Ransomware attacks continue to focus on small and medium businesses (SMBs), according to a 2019 Datto survey. Companies are now more exposed than ever, and the trend shows an increase in attack frequency if organizations continue to shirk online security measures.
The survey, which gathered information from 1,400+ managed service providers (MSPs) from around the world, revealed that 1 in 5 SMBs fell victim to a ransomware attack in 2019. Meanwhile, downtime costs are now 23 times greater than the average ransom request, showing why organizations should look carefully for solutions to help them get over these problems easier and faster.
Interestingly, managed service providers (MSPs) are a lot more concerned about the increased number of threats, in an apparent disconnect with SMBs. 89% of MSPs are worried about the possible effects of ransomware, and only 28% of SMBs share their concerns.
While ransomware is the number one threat to SMBs, other forms of malware pose a danger for companies. After ransomware, 61% of SMBs are affected by viruses, 54% by malware and 45% by adware.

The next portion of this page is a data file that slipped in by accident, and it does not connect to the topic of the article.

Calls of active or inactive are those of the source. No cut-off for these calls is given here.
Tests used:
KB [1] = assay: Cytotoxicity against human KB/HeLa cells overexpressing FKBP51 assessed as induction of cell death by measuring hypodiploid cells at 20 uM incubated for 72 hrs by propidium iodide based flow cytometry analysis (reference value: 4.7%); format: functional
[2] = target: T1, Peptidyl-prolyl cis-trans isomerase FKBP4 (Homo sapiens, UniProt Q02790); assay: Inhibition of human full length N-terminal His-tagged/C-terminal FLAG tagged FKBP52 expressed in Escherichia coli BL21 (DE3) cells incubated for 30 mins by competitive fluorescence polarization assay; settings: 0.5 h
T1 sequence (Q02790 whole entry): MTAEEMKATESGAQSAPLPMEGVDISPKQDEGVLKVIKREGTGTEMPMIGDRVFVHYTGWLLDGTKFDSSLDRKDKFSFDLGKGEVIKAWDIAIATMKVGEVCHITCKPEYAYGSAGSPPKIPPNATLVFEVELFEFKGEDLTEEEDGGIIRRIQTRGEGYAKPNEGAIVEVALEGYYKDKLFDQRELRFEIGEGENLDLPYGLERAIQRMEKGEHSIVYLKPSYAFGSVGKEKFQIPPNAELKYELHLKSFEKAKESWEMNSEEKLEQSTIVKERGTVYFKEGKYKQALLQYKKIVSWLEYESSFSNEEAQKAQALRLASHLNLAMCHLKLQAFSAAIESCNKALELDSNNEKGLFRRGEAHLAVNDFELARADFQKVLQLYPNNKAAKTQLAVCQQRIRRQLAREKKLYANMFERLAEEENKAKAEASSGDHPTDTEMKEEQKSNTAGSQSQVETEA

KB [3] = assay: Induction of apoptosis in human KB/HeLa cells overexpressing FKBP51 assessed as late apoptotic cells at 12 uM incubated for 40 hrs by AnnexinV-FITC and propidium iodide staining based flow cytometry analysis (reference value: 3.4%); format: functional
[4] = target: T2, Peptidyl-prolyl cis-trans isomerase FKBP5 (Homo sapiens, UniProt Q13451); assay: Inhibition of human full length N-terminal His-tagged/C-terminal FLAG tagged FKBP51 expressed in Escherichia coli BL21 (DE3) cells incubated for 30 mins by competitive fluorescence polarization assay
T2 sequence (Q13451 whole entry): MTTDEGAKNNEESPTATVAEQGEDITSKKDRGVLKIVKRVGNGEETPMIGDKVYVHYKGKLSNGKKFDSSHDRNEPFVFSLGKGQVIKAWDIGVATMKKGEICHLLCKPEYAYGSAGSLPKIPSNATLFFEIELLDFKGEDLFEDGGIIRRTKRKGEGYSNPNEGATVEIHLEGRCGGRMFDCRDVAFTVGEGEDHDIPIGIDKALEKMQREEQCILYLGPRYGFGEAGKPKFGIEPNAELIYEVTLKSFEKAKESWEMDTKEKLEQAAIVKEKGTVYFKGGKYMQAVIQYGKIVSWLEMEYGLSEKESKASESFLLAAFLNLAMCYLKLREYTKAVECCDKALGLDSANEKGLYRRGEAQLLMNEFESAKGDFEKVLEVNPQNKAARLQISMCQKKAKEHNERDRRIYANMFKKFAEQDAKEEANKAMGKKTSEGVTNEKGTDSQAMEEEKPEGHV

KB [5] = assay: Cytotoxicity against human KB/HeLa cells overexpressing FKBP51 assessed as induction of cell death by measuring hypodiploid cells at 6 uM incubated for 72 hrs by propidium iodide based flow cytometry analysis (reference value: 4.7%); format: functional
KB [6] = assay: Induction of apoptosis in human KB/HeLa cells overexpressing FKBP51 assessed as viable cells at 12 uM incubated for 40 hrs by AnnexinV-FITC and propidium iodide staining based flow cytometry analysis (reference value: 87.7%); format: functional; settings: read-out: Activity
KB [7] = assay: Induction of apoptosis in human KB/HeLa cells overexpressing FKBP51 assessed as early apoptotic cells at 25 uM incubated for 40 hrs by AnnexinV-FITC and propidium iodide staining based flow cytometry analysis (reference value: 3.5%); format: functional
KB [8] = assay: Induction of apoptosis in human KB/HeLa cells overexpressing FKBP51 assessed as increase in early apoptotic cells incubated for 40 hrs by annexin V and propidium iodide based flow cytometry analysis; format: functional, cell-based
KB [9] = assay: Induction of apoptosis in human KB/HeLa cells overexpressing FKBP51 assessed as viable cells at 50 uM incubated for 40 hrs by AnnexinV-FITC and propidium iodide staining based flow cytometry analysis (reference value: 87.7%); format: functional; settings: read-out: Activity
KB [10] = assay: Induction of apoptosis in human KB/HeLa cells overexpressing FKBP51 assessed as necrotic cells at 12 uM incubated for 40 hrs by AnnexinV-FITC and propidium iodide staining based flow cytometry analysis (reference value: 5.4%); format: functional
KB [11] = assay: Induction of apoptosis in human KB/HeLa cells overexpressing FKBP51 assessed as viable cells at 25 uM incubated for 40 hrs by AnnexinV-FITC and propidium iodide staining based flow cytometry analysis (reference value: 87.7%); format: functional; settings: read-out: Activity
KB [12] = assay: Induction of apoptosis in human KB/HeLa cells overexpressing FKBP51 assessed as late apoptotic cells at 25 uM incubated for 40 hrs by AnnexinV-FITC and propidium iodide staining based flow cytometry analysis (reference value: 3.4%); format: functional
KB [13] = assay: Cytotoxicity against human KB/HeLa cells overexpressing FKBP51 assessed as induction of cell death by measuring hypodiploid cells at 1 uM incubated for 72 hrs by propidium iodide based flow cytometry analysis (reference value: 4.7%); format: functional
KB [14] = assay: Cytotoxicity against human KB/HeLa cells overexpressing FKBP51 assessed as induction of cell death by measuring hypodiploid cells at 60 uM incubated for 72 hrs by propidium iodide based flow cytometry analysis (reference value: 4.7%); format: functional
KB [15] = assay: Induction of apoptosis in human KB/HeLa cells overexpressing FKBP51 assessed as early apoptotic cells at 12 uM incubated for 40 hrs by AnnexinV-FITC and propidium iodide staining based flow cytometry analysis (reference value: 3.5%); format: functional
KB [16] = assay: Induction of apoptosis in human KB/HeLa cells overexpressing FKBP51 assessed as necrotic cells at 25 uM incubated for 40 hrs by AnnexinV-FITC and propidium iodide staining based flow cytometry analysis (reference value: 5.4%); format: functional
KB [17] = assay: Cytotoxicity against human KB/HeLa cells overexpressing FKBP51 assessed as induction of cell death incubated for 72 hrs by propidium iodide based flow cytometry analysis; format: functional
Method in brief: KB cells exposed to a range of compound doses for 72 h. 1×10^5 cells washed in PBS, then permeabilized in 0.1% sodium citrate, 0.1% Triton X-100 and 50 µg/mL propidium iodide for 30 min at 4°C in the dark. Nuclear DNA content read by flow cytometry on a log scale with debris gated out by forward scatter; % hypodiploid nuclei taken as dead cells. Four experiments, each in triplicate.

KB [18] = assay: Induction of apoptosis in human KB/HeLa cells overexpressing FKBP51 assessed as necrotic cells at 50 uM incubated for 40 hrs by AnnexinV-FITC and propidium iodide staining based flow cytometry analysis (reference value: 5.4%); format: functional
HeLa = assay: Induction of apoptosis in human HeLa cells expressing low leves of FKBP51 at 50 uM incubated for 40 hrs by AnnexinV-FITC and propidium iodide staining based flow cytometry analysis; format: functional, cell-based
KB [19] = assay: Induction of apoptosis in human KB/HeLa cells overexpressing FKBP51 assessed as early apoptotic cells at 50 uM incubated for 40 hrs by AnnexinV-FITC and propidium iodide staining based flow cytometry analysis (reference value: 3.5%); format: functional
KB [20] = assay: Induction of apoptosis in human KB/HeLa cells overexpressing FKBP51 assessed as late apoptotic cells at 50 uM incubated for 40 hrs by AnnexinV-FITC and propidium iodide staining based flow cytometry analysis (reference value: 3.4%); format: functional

The upshot of the survey is that, on average, SMBs who don't outsource their IT services are much more likely to fall victim to ransomware and other infections. The average cost of a ransom request is on the rise as well, hitting $5,900 in 2019 from $4,300 in 2018. Downtime costs have increased over 200% at the same time, jumping from $46,800 to $141,000.
The industries most affected include construction and manufacturing, professional services, healthcare, finance, insurance, non-profit, legal, retail and real estate. 87% of the attackers are registered on Windows PCs.
Recovery from ransomware attacks is always complicated, especially if companies had no safeguards. The good news is that MSPs say they managed to virtualize the system from a backup image in 53% of cases, which means that some businesses were somewhat prepared. Unfortunately, only 15% of MSPs report used an endpoint antivirus to recover.
The survey results indicate that ransomware attacks won’t stop anytime soon. AIG, one of the world’s biggest cyber insurers, says that ransomware is becoming increasingly targeted and disruptive. SMBs that won't adapt to the new security landscape will have to spend a lot more on recovery than on prevention solutions, and other types of threats may become more prevalent in the future.